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Read Making a Killing

home / healthcare / in the media

CBS-TV Evening News (6:00 PM ET)
Sep 21, 2003


Contest between brand-name drugs and cheaper generics

GRETCHEN CARLSON, anchor: Health-care costs are soaring again and that puts a spotlight on the long-running contest between brand-name drugs and cheaper generics. In California, Vince Gonzales reports some doctors and HMOs are taking sides.

VINCE GONZALES reporting: For this patient's mild eye infection, a costly, brand-name drug is not what the doctor ordered.

Dr. DANIEL STONE (Cedars-Sinai Medical Group): I wrote your prescription for an eyedrop for your eye infection which is the generic for the drug Garamycin.

GONZALES: Like many physicians, Dr. Daniel Stone often prefers prescribing generic drugs which contain the same active ingredients. He feels they're just as effective and cost significantly less.

Dr. STONE: For patients who have experience with generic drugs, most of them are enthusiastic about generic drugs because they realize it's a--a way for them to save some money and still get good treatment.

GONZALES: To get more people to switch, four of California's biggest HMO kicked off a new campaign. They're giving out coupons, waiving a patient's first co-payment as much as $10 for certain heavily prescribed drugs including medications used to treat common conditions such as arthritis, depression and high cholesterol.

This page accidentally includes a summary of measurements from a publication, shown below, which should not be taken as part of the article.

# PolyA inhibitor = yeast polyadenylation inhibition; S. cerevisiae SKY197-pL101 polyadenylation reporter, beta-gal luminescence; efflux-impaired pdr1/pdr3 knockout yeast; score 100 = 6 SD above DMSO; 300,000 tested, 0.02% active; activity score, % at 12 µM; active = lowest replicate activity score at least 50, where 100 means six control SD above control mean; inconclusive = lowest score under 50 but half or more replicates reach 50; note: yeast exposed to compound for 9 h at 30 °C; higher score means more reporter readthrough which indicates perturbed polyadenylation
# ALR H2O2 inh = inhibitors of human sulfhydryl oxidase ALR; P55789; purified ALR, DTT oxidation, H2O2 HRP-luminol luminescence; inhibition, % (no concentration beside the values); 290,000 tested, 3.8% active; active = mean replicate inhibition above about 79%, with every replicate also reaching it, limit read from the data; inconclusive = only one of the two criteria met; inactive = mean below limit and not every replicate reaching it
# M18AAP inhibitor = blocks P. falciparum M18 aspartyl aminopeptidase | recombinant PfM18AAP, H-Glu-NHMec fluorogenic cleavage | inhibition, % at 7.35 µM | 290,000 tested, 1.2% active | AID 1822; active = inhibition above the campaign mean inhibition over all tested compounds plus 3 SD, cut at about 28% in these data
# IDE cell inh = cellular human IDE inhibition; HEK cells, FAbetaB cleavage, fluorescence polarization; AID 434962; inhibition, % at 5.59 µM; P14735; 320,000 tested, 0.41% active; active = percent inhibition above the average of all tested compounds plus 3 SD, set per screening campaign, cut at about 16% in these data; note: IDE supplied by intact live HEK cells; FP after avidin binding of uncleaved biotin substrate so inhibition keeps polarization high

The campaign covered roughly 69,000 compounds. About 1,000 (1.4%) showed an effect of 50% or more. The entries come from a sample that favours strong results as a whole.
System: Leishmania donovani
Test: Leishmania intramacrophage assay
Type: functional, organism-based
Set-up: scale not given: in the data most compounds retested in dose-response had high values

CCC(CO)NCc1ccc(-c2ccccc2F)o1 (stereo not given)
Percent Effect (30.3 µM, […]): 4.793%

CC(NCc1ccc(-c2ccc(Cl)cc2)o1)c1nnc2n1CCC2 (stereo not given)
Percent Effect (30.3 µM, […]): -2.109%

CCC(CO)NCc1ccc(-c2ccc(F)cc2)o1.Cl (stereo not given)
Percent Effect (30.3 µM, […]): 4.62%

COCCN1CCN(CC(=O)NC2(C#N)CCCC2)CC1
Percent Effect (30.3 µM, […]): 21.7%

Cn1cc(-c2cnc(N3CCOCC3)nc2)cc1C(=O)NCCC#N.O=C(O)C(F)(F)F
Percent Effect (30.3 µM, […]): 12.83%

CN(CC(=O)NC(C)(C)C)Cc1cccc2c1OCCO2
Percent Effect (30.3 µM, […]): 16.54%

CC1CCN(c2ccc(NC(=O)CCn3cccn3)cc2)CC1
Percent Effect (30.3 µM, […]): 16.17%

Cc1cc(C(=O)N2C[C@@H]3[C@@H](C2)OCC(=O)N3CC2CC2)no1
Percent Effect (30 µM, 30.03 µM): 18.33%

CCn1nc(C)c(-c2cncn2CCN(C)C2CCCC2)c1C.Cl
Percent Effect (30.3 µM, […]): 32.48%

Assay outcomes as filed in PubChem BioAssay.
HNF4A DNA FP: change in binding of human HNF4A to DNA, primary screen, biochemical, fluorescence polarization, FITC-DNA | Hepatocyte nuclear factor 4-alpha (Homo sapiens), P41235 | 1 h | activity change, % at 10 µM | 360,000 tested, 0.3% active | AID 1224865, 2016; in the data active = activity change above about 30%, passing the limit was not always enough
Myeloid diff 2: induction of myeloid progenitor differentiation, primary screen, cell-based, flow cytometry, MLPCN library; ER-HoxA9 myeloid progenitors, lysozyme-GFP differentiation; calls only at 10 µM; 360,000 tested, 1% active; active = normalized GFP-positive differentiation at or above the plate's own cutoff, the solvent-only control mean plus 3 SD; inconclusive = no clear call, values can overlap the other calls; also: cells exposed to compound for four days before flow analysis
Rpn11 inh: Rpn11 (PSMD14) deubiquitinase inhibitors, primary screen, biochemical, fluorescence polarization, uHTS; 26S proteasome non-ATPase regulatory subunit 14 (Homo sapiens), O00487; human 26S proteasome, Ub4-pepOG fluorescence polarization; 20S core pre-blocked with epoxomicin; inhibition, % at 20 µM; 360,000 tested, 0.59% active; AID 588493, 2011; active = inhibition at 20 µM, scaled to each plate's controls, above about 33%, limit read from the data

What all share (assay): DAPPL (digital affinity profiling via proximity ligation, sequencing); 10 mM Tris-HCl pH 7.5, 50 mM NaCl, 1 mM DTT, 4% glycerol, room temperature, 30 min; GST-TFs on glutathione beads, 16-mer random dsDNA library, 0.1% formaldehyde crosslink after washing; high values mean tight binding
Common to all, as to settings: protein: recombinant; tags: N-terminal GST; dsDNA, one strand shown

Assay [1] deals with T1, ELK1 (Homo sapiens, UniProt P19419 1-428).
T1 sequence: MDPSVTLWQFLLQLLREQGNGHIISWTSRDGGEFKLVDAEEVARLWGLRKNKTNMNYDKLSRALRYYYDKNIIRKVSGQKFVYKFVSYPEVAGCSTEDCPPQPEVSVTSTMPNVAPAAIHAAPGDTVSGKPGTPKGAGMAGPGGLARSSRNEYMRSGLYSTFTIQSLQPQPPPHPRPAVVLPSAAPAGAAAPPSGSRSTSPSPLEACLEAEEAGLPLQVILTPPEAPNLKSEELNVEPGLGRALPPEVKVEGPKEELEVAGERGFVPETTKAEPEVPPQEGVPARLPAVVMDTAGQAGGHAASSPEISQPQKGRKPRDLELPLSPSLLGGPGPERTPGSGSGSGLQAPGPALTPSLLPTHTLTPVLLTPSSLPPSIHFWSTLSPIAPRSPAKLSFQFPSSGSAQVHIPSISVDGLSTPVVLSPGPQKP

The HMOs hope to counter aggressive marketing of expensive brand-name drugs that bombards consumers every day through TV and print ads.

Dr. ERIC BOOK (Blue Shield of California): Our indications show that for a one cr--1 percent increase in the use of generic drugs above the cer--of--above the current rate, then for Blue Shield members there'll be a savings of approximately $6 million.

GONZALES: The HMOs claim the savings will be passed on to patients in the form of lower premiums, but health-care advocate Jamie Court believes consumers won't see any extra cash.

Mr. JAMIE COURT (Health-Care Advocate): What patients may see is less out-of-pocket costs because they would have paid more for a brand-name than a generic.

GONZALES: Dr. Stone knows that generic drugs don't work as well in some patients, but he hopes they will take advantage of the HMO incentives and give generics a try.

Dr. STONE: The fact that they'll be able to access a month of medication without have to pay out of pocket for it I think will allow the--the generic drug a foot in the door if their symptoms are controlled.

GONZALES: California's HMOs want cost controlled. They point out a patient taking three different drugs could save between $500 and $1,000 a year by switching to generics.

Vince Gonzales, CBS News, Los Angeles.

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